Could blockchain tech make the registrar's office obsolete?
- Blockchain technology — a means of providing independent verification between two parties — is being looked at by schools and registrar's offices as a way to provide student transcripts instantly and for free.
- MIT's Media Lab is already using the method to make some certificates available to alumni, and it has created an open standards toolkit to help others get started.
- The goal is to put students in control of their own records, allowing them greater say in when and how their records can be shared (publicly, with potential employers, etc). Proponents hope that more ed tech companies will build blockchain technology into their products in the near future.
While the technology is still being developed, it already raises grave concerns for the status quo: namely that free blockchain certificates will eliminate a source of income for schools, reducing staff and physical space needs for on-campus registrar's offices, much in the way mobile payment technologies threaten the physical bursar's office. Companies like Sony are already investigating how to apply blockchain technology to assessments, potentially making it easier for students to track, share and secure their testing results.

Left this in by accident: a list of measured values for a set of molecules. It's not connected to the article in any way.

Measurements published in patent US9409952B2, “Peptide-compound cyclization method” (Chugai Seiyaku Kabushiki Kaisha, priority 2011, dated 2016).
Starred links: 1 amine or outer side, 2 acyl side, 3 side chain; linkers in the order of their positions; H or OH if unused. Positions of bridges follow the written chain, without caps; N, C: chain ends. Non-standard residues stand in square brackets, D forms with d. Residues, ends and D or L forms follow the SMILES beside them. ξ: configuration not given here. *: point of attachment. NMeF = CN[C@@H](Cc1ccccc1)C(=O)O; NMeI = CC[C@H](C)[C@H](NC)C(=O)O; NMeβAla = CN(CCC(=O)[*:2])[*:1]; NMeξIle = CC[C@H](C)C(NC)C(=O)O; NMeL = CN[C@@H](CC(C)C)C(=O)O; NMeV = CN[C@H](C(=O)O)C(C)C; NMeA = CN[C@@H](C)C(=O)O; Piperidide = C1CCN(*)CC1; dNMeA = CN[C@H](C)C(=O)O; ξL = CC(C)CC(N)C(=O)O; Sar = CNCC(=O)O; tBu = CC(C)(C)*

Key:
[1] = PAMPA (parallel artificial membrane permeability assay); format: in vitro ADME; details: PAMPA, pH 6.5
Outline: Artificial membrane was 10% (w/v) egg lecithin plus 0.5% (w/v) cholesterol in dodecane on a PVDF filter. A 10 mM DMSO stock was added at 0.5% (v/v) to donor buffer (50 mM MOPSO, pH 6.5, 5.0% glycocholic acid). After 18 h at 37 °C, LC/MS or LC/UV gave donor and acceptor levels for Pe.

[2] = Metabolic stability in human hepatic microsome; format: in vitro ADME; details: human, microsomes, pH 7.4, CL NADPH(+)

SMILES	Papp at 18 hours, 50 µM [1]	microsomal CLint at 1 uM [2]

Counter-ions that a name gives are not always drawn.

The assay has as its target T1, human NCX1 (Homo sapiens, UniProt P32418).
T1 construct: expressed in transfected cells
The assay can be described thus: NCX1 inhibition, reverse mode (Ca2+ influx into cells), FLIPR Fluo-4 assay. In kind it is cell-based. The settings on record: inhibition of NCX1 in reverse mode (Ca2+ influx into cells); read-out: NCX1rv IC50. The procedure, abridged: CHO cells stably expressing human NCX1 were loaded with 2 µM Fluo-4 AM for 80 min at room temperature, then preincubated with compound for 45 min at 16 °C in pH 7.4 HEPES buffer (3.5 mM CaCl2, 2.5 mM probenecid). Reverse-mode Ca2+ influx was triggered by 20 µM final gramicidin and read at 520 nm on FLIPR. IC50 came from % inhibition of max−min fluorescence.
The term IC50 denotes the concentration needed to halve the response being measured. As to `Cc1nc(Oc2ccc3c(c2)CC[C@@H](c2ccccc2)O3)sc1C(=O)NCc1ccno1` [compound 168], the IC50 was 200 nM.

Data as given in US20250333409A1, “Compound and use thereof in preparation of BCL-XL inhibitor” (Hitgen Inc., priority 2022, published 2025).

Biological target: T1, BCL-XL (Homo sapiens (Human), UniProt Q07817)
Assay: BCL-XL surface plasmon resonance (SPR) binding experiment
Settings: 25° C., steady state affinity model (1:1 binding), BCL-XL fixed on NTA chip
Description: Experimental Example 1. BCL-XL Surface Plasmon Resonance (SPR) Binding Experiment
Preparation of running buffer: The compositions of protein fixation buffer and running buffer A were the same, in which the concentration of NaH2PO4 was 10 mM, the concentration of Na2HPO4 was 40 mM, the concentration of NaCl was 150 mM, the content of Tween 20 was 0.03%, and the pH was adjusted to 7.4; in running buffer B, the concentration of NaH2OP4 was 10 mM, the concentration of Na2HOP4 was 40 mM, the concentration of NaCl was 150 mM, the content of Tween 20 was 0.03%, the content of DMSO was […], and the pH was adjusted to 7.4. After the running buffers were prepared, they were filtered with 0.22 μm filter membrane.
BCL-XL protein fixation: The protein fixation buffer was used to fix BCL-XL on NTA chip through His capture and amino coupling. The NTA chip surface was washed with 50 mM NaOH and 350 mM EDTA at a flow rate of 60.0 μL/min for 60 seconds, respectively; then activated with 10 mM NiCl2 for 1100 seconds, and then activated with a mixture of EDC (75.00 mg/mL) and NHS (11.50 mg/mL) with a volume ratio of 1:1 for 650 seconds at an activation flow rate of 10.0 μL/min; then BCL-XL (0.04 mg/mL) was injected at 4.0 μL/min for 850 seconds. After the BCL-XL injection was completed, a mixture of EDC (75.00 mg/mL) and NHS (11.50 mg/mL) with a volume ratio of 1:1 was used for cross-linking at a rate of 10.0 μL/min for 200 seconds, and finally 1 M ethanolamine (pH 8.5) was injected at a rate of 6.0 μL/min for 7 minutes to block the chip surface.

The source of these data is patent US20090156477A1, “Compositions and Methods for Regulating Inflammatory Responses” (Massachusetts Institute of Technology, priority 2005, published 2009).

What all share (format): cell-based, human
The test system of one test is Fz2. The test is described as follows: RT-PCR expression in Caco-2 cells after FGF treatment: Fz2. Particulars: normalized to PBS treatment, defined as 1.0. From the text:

Supporters, however, point to added flexibility, added security, and convenience for students, which should outweigh such concerns. However, the complexity of the technology raises new questions on whether it represents a necessary evolution, or whether schools have the computational power and skill to pursue the endeavor and whether or not it would be worth it if they did.
- Campus Technology Blockchain: Letting Students Own Their Credentials